(dailyRx News) As if police officers did not already face enough dangers on the job, they can now add one more hazard to the list: a high incidence of sleep disorders.
Approximately 40 percent of police officers suffer from sleep apnea, insomnia or another sleeping disorder, according to a survey of nearly 5,000 police from the United States and Canada.
Those who had at least one disorder also showed higher rates of depression, emotional burnout and falling asleep while driving, potentially putting themselves and public safety at risk.
Santha Rajaratnam, of Brigham and Women's Hospital in Boston, led a team who screened 3,693 police officers through an online survey and 1,264 officers at on on-site screening in July 2005.
The officers, who had an average of 12.7 years of police service, then answered monthly follow-up surveys for two and a half years, ending in December 2007.
One third of the group screened positive for obstructive sleep apnea while 6.5 percent had moderate to severe insomnia and 5.4 percent had shift work disorder, which causes insomnia and excessive sleepiness for those who work during the hours when humans would normally sleep.
About 22% of the respondents reported that they have fallen asleep while driving at least one to two times a month.
Those with a sleeping disorder were more than twice as likely to report having depression or falling asleep at the wheel, and the group with sleep apnea had associations with diabetes and cardiovascular disease.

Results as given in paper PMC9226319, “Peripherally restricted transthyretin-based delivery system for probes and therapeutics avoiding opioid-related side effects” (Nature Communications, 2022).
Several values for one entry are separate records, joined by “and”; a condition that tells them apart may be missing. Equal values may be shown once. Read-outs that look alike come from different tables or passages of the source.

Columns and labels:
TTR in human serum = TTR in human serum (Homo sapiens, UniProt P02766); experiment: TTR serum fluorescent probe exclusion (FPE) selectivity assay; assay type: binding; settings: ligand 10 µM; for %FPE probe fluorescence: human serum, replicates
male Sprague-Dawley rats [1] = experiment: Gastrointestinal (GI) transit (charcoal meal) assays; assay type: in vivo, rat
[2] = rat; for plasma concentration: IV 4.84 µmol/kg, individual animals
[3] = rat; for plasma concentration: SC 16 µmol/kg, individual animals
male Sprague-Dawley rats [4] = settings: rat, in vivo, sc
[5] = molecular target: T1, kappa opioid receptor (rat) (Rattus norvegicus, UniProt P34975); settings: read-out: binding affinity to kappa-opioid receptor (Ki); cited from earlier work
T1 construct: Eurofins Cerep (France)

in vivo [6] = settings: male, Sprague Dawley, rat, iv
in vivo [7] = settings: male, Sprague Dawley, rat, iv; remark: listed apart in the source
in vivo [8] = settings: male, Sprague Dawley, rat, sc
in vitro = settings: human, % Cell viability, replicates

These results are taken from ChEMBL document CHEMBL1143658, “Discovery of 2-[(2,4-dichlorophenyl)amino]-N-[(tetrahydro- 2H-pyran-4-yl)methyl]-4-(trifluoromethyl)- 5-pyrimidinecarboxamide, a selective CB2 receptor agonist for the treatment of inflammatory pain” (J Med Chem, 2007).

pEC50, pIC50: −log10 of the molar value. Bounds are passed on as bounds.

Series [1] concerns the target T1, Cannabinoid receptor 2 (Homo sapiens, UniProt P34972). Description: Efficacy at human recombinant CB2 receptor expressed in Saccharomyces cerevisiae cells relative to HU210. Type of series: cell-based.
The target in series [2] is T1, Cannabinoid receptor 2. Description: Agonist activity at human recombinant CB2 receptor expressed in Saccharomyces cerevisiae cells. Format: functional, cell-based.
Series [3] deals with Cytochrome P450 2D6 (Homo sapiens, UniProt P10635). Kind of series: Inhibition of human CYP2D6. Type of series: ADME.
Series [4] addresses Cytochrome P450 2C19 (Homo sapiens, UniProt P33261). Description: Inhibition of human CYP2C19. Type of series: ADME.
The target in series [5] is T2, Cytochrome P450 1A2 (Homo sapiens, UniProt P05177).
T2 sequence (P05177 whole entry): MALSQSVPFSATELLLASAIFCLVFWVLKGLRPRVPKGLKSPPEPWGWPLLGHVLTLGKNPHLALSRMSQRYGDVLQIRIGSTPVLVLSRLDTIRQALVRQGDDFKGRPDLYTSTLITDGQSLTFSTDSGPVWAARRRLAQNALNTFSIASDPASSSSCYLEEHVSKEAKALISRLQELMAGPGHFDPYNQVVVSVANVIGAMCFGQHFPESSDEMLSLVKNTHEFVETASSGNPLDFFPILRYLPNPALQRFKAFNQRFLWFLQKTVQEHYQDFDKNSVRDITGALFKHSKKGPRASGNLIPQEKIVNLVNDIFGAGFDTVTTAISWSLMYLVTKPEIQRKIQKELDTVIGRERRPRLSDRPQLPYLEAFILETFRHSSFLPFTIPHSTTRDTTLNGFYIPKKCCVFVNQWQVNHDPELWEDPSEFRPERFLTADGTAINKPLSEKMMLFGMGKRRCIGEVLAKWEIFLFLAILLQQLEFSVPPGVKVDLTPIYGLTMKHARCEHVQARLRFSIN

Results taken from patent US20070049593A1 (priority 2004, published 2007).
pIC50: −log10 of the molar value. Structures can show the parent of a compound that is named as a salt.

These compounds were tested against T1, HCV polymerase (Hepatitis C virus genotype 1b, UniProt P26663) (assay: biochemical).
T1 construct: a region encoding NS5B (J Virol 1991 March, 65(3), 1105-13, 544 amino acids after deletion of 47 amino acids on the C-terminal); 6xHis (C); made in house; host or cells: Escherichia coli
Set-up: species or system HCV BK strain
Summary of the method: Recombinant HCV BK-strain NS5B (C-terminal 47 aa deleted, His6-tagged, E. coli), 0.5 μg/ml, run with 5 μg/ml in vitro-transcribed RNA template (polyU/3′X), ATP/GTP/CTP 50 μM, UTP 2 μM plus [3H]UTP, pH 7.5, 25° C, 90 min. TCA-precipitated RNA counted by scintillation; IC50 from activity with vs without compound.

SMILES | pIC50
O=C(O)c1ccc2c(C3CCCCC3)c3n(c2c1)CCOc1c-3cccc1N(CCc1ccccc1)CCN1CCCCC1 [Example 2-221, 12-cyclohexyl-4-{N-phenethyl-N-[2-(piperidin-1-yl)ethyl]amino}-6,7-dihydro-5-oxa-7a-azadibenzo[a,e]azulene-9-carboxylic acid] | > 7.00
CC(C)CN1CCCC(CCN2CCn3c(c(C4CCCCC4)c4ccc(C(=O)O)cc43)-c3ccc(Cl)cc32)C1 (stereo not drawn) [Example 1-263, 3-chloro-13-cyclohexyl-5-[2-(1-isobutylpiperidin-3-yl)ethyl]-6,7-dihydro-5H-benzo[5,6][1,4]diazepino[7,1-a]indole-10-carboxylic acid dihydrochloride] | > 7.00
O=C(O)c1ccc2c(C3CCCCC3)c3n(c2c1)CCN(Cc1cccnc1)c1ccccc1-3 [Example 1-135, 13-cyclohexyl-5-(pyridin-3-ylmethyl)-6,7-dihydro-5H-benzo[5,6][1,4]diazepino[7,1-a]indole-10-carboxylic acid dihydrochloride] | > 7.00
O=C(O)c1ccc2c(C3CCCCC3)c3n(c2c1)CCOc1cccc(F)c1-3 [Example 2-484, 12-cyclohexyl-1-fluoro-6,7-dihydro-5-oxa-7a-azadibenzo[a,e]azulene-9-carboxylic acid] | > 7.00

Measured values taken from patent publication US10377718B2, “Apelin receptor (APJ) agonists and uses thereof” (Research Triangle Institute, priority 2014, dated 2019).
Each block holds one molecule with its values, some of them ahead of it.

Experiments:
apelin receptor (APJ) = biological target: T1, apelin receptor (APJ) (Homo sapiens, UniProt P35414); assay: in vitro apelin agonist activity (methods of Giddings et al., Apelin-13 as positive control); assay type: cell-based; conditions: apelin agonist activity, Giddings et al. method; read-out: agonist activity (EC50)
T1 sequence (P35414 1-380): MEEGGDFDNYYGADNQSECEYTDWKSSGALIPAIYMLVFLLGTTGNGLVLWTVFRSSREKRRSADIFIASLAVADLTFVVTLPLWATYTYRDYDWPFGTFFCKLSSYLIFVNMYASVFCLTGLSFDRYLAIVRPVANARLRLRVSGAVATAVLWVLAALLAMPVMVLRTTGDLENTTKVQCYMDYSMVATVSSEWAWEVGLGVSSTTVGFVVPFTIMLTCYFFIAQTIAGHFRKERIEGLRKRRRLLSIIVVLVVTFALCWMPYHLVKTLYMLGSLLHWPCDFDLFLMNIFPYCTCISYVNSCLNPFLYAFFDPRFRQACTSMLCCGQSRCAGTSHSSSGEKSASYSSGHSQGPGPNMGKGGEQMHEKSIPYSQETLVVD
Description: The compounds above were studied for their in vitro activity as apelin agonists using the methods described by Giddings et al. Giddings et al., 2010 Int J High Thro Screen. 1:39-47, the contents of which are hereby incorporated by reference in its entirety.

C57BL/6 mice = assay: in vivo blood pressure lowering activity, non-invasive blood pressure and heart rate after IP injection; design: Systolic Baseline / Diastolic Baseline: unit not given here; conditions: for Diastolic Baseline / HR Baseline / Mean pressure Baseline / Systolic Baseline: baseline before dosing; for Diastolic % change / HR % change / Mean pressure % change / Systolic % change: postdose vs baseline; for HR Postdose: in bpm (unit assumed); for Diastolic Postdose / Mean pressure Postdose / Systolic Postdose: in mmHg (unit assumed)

Speaking with dailyRx, Dr. William Kohler, a board-certified sleep medicine doctor and director of the Florida Sleep Institute in Spring Hill, Florida, said that untreated sleep apnea can lead to a wide range of serious health problems, including heart attack, stroke, depression, elevated cholesterol, elevated blood sugar and dementia.
"There are a lot of consequences to not treating the underlying sleep problems, and this article is just the tip of the iceberg," Kohler said. "Not just police officers but various public servants have an enormous amount of sleep problems going on that are woefully undiagnosed, including bus drivers, physicians, truck drivers and pilots."
Kohler believes undiagnosed sleeping problems, especially among professions like these, is a major public safety issue. Sleeping disorders can affect more than just the person not getting a good night's rest. He pointed out that major historical disasters like Chernobyl and the Exxon Valdez crash were attributed in part to poor judgment related to sleep deprivation. Higher rates of fatigue and sleepiness have already been associated with irritability and a higher likelihood of getting into a car crash or making a mistake at work.
These police were no different. Those who screened positive for a sleeping disorder were more likely than their well-rested counterparts to skip work, fall asleep during a meeting, or commit safety or professional violations, such as having uncontrollable anger at citizens or suspects.
The report concludes that more research should be done to determine whether screening, prevention and treatment programs at officers' work will reduce the health and safety risks posed by these conditions.
The study appears in the December 21 issue of JAMA.